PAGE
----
Freddie Mac mortgage rates uptick for fourth consecutive week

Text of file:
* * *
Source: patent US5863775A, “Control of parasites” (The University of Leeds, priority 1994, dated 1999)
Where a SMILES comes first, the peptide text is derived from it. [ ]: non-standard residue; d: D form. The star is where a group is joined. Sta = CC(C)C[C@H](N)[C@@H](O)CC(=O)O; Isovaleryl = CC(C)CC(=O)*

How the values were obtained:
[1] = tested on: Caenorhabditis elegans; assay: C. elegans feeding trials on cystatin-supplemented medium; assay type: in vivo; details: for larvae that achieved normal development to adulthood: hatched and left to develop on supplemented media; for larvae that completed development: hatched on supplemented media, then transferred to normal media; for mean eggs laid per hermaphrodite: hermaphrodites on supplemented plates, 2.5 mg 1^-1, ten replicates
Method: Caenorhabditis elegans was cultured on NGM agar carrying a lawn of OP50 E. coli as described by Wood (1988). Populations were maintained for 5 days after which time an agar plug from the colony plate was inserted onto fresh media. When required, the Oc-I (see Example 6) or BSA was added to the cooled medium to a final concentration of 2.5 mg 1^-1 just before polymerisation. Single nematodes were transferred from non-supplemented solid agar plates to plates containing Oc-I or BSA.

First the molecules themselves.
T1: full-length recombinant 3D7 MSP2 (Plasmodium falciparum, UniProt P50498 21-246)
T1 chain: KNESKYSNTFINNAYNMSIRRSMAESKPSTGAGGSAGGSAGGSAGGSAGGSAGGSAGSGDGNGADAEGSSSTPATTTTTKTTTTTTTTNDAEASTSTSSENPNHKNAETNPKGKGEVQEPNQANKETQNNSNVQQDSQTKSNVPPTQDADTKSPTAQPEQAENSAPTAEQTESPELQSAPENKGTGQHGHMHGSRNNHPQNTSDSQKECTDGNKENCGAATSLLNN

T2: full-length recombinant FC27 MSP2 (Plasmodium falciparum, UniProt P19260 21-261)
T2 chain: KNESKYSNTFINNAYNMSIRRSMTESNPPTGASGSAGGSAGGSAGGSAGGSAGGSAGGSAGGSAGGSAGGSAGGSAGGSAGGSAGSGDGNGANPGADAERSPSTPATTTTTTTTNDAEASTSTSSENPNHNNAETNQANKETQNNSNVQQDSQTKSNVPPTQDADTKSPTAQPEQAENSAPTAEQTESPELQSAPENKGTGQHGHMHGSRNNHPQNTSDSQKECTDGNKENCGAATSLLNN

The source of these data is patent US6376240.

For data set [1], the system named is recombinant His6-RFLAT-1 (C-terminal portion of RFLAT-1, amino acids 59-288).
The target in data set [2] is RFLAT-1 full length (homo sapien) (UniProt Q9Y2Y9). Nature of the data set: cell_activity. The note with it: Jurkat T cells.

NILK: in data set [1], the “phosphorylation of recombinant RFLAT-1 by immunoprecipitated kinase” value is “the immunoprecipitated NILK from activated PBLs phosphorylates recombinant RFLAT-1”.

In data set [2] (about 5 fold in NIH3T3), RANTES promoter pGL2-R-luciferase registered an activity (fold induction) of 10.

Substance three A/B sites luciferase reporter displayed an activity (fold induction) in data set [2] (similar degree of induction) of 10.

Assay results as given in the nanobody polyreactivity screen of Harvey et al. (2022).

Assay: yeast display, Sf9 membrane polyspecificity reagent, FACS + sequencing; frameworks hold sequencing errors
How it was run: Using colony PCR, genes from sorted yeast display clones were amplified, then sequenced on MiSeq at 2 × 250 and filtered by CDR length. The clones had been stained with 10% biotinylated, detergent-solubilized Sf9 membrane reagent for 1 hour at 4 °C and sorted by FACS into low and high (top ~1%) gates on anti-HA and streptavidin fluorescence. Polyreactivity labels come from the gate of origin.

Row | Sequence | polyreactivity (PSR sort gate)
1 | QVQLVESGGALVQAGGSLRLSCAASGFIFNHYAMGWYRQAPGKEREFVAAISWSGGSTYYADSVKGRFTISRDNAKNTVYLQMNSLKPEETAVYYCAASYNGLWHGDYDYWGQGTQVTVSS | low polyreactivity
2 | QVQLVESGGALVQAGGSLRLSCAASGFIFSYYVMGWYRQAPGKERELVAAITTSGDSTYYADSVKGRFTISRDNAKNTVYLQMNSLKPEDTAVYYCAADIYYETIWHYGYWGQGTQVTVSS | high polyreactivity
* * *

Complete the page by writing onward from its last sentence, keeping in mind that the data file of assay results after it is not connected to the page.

Mortgage interest rates rose slightly this week, marking the fourth consecutive week of increases, according to the Freddie Mac Primary Mortgage Market Survey. The rate for a 30-year fixed-rate mortgage was 4.4% with an origination point of 0.8, up slightly from 4.39% last week. The rate one year ago was 4.79%. The 15-year FRM reached 3.77%, up from 3.76% last week, but still much below the rate last year at 4.29%. The 5-year Treasury adjustable-rate mortgage rate increased 5 basis points to an average 3.45%, while the 1-year Treasury ARM hit a new record low at 3.23%, down from 3.26% last week. The rates one year ago were 4.18% and 4.35%, respectively. Frank Nothaft, chief economist at Freddie Mac, attributed the stabilization to positive economic factors. "Growth in growth domestic product in the third quarter was revised up from the initial estimate to an annualized rate of 2.5%, as strong consumer spending and exports supported the revision," Nothaft said. "Homeowner balance sheets are also improving." A new study done by Campbell and Inside Mortgage Finance showed that most homeowners in September used cash to finance their home purchases in an effort to deleverage their debt. Tuesday, Freddie Mac reported that delinquencies on loans it funds are up slightly to 3.82% from 3.8%. Write to Christine Ricciardi.